Twitch Confirms Major Hack, Advises Users To Change Passwords
American live video gaming streaming services Twitch has confirmed that it has suffered a major data breach.
The confirmation came on the company’s official Twitter account.
“We can confirm a breach has taken place,” a Twitch spokesperson said on Twitter.
“Our teams are working with urgency to understand the extent of this. We will update the community as soon as additional information is available.”
At present, Twitch said it is working to understand the seriousness of the breach and has asked some users to change their passwords.
“Until we understand the extent of this breach, we would recommend changing your Twitch password and enabling two-factor authentication if you have not already done so.”
4chan, an anonymous English-language image board website released a 125GB torrent of the entirety of Twitch and its commit history on Tuesday.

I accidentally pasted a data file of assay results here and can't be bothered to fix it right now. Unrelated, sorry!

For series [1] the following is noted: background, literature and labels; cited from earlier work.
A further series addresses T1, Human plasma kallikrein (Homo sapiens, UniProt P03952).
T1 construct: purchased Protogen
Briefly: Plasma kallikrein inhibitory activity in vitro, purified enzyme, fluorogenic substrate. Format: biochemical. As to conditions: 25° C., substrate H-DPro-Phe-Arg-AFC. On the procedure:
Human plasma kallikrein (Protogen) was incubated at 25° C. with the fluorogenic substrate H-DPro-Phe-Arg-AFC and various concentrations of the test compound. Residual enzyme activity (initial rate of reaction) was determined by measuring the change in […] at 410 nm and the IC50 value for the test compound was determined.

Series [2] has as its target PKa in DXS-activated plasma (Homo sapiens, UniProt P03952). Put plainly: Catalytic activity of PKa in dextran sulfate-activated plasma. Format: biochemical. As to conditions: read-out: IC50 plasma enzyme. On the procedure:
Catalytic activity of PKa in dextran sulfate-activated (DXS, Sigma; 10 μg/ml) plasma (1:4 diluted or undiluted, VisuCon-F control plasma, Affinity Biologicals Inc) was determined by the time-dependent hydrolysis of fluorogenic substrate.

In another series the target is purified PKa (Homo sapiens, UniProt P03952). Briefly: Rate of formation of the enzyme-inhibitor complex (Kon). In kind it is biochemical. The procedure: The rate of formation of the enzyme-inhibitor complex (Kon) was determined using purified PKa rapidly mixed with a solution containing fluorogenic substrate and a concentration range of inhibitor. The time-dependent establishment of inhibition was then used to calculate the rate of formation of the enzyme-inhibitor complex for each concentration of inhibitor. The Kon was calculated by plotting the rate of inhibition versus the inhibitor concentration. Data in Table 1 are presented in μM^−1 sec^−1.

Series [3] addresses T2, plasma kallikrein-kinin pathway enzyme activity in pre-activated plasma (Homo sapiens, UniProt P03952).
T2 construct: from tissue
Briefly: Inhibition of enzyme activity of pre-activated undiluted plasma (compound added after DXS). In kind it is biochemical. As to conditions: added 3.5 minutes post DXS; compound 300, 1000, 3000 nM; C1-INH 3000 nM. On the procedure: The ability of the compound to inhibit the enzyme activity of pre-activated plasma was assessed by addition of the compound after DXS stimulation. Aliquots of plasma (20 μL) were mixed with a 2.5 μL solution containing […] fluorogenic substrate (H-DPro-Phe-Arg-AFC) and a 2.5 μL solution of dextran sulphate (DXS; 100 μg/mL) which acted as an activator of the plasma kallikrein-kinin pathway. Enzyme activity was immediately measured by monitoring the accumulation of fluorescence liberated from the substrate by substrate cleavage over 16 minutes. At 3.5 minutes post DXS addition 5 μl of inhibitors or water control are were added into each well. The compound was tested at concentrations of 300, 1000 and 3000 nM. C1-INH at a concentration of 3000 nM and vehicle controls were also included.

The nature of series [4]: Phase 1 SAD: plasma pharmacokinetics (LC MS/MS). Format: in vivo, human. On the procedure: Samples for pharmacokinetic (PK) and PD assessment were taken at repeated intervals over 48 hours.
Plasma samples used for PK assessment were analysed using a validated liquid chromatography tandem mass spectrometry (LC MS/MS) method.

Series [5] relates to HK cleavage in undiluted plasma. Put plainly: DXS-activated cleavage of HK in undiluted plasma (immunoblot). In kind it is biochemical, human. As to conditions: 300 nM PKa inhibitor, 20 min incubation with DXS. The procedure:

The present leak has been called as “part one,” suggesting that there could be more.
However, the good news is that personal information like creators payments details which includes passwords, addresses, or email accounts of Twitch users were not included in this breach.
Instead, the leaker appears to have focused on sharing Twitch’s own company tools and information, rather than code that would include personal accounts.
Hackers have so far leaked data that includes source code for the company’s streaming service, an unreleased Steam competitor from Amazon Game Studios, and details of creator payouts.
The breach follows weeks of protest for Twitch to improve its service under the #DoBetterTwitch movement.
Twitch streamers also took a day off in August to protest the company’s lack of action against hate raids.